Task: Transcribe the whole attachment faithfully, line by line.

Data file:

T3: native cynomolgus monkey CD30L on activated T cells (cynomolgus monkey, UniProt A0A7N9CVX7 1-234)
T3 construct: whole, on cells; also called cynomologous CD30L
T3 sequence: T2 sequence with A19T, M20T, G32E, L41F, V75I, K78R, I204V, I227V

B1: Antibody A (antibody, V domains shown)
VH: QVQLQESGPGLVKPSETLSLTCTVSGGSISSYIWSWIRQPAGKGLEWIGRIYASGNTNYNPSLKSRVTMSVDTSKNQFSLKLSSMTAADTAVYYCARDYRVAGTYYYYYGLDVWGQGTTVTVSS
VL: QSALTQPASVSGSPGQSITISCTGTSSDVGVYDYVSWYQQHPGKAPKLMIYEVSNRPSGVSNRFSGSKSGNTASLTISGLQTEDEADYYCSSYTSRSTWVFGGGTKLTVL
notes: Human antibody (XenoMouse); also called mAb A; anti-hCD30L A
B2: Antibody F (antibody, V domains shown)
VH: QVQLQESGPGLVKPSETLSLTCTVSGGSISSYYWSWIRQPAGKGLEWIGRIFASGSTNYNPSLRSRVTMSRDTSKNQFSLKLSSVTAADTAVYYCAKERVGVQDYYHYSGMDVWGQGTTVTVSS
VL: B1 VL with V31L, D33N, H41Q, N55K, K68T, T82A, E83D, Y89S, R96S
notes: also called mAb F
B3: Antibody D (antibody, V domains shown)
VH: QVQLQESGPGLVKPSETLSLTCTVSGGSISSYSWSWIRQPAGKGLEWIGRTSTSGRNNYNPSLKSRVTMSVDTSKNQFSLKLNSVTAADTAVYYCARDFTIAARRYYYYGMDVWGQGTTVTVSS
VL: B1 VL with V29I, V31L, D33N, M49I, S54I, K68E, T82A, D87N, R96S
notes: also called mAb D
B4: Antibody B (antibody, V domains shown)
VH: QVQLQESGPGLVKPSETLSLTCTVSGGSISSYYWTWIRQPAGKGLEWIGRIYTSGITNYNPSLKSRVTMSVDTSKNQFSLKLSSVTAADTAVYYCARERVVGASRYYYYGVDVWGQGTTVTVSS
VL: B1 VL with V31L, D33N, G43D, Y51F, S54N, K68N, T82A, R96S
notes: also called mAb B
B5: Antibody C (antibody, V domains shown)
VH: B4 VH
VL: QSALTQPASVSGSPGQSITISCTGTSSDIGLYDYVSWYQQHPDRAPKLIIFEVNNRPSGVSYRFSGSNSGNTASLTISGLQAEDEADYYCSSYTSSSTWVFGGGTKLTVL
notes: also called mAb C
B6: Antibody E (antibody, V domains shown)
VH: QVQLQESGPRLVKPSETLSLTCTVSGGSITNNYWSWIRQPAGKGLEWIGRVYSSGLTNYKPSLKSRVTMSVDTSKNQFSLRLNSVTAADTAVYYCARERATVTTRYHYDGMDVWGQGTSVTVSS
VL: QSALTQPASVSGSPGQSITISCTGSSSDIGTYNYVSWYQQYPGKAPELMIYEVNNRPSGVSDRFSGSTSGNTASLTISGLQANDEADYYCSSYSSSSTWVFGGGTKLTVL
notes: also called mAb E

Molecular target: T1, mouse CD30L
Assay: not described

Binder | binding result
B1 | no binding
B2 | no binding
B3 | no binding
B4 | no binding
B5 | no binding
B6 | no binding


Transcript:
T3: native cynomolgus monkey CD30L on activated T cells (cynomolgus monkey, UniProt A0A7N9CVX7 1-234)
T3 construct: whole, on cells; also called cynomologous CD30L
T3 sequence: T2 sequence with A19T, M20T, G32E, L41F, V75I, K78R, I204V, I227V

B1: Antibody A (antibody, V domains shown)
VH: QVQLQESGPGLVKPSETLSLTCTVSGGSISSYIWSWIRQPAGKGLEWIGRIYASGNTNYNPSLKSRVTMSVDTSKNQFSLKLSSMTAADTAVYYCARDYRVAGTYYYYYGLDVWGQGTTVTVSS
VL: QSALTQPASVSGSPGQSITISCTGTSSDVGVYDYVSWYQQHPGKAPKLMIYEVSNRPSGVSNRFSGSKSGNTASLTISGLQTEDEADYYCSSYTSRSTWVFGGGTKLTVL
notes: Human antibody (XenoMouse); also called mAb A; anti-hCD30L A
B2: Antibody F (antibody, V domains shown)
VH: QVQLQESGPGLVKPSETLSLTCTVSGGSISSYYWSWIRQPAGKGLEWIGRIFASGSTNYNPSLRSRVTMSRDTSKNQFSLKLSSVTAADTAVYYCAKERVGVQDYYHYSGMDVWGQGTTVTVSS
VL: B1 VL with V31L, D33N, H41Q, N55K, K68T, T82A, E83D, Y89S, R96S
notes: also called mAb F
B3: Antibody D (antibody, V domains shown)
VH: QVQLQESGPGLVKPSETLSLTCTVSGGSISSYSWSWIRQPAGKGLEWIGRTSTSGRNNYNPSLKSRVTMSVDTSKNQFSLKLNSVTAADTAVYYCARDFTIAARRYYYYGMDVWGQGTTVTVSS
VL: B1 VL with V29I, V31L, D33N, M49I, S54I, K68E, T82A, D87N, R96S
notes: also called mAb D
B4: Antibody B (antibody, V domains shown)
VH: QVQLQESGPGLVKPSETLSLTCTVSGGSISSYYWTWIRQPAGKGLEWIGRIYTSGITNYNPSLKSRVTMSVDTSKNQFSLKLSSVTAADTAVYYCARERVVGASRYYYYGVDVWGQGTTVTVSS
VL: B1 VL with V31L, D33N, G43D, Y51F, S54N, K68N, T82A, R96S
notes: also called mAb B
B5: Antibody C (antibody, V domains shown)
VH: B4 VH
VL: QSALTQPASVSGSPGQSITISCTGTSSDIGLYDYVSWYQQHPDRAPKLIIFEVNNRPSGVSYRFSGSNSGNTASLTISGLQAEDEADYYCSSYTSSSTWVFGGGTKLTVL
notes: also called mAb C
B6: Antibody E (antibody, V domains shown)
VH: QVQLQESGPRLVKPSETLSLTCTVSGGSITNNYWSWIRQPAGKGLEWIGRVYSSGLTNYKPSLKSRVTMSVDTSKNQFSLRLNSVTAADTAVYYCARERATVTTRYHYDGMDVWGQGTSVTVSS
VL: QSALTQPASVSGSPGQSITISCTGSSSDIGTYNYVSWYQQYPGKAPELMIYEVNNRPSGVSDRFSGSTSGNTASLTISGLQANDEADYYCSSYSSSSTWVFGGGTKLTVL
notes: also called mAb E

Molecular target: T1, mouse CD30L
Assay: not described

Binder | binding result
B1 | no binding
B2 | no binding
B3 | no binding
B4 | no binding
B5 | no binding
B6 | no binding